uk roads
This year will see the seizure of some 118,500 uninsured carsReuters

By the end of 2015, 118,500 uninsured vehicles will have been seized from UK roads, an increase of 2,500 from 2014 with the Motor Insurers' Bureau (MIB) warning that those who do not insure their cars "will get caught".

The MIB, which is paid for by the insurance industry and by insurers, works with police forces and their database to target uninsured drivers. It had set a target of seizing 116,500 uninsured vehicles but this figure was topped on December 17.

This is still just over 10% of the uninsured cars on UK roads although the MIB estimates the number of uninsured vehicles on UK roads has halved over the last decade from two million to one million out of a total of 36 million cars.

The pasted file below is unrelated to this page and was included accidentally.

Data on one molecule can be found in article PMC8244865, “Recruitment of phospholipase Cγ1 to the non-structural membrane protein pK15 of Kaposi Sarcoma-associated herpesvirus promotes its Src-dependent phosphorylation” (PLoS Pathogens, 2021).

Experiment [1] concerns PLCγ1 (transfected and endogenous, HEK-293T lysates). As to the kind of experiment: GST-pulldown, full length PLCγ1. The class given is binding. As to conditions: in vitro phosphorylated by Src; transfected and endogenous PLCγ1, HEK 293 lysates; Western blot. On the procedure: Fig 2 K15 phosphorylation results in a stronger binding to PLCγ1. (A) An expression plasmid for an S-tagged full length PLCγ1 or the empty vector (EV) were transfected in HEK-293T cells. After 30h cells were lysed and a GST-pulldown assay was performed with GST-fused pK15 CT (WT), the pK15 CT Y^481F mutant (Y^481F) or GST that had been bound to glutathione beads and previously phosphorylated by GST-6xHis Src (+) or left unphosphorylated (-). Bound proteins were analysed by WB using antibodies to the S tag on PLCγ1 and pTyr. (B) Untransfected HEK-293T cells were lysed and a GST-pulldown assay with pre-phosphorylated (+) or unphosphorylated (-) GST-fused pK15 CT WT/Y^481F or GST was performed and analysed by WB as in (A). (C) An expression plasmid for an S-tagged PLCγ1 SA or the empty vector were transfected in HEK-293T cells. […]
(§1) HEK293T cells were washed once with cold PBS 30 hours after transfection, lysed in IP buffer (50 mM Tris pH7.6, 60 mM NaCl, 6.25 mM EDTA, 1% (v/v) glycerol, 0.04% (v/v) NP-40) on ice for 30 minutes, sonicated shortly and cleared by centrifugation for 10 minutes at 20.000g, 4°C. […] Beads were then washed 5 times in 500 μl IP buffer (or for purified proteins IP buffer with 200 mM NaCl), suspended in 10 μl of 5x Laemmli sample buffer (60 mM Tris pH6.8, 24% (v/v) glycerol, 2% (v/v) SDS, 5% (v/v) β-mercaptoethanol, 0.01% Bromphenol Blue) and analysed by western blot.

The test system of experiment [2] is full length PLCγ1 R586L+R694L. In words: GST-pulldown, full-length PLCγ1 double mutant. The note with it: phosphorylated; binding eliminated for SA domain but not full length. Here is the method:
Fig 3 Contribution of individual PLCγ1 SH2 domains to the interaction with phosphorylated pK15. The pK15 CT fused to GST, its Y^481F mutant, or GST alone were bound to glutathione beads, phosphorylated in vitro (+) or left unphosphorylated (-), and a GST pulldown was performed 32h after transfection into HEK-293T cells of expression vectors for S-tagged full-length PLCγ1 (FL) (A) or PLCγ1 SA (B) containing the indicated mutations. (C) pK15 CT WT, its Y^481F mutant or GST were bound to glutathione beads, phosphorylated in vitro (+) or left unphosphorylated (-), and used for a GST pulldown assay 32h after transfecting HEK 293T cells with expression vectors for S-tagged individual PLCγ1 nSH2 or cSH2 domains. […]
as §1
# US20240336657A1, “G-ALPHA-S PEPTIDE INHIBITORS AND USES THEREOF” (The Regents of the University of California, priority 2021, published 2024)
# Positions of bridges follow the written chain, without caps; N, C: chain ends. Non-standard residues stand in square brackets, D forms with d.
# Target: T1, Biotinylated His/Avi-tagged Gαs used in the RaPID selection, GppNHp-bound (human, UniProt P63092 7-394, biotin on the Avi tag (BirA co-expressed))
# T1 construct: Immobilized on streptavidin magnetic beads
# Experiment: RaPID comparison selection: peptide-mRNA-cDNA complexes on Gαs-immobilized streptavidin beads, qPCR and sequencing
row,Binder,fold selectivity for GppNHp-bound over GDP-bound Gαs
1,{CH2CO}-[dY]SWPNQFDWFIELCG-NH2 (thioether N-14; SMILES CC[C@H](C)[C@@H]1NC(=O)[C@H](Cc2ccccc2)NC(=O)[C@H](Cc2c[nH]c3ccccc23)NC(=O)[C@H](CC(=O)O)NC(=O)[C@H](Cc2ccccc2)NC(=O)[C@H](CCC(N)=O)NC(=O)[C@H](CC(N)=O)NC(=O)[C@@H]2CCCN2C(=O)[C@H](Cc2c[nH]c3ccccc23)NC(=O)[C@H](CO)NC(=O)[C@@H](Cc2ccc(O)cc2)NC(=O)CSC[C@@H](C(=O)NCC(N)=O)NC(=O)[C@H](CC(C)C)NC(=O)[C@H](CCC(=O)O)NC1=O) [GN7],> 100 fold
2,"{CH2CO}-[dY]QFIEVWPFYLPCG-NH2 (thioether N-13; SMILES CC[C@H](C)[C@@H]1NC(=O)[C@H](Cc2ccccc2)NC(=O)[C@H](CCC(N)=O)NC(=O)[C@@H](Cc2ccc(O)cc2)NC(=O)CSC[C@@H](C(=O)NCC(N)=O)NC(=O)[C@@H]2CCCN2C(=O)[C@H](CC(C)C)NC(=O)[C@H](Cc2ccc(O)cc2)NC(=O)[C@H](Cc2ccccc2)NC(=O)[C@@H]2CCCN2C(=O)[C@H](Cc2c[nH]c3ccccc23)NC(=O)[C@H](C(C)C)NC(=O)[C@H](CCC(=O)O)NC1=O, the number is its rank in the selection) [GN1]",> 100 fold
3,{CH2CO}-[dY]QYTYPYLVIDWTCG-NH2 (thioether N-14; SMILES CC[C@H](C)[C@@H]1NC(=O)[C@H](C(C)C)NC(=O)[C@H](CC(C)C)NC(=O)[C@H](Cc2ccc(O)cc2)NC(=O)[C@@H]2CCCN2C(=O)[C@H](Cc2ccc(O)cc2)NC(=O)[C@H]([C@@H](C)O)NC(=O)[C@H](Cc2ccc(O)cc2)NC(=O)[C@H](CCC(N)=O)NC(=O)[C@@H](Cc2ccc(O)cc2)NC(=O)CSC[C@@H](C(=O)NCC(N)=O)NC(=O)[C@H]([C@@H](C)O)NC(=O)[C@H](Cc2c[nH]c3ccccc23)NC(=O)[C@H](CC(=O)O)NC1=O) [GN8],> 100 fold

Around one in three cars seized by police involves a call to check their database. Police also provide help to drivers wishing to claim against uninsured motorists or perpetrators who cannot be found. The MIB has the power to recover any payments made to victims as well as any costs.

Ashton West, chief executive of the MIB, said: "A great deal of effort and resource has been spent by government, the police and the insurance industry on promoting a simple message to the public about the compulsory nature of motor insurance, together with the reasons for insurance protection and its compulsion in the context of the use of motor vehicles. The public message has been: If you drive uninsured you will be caught, your vehicle will be seized, you will face financial penalties and your driving licence will be endorsed."

Uninsured drivers face a £300 penalty and six points added to their licence. Once seized by police the owner faces a £20-per-day police storage charge and a £150 fee to recover their car. If the car is not reclaimed in 14 days it can be crushed – between 30% to 40% of cars end up being destroyed. Referring to uninsured drivers, Mr West said: "Our message is that you will get caught."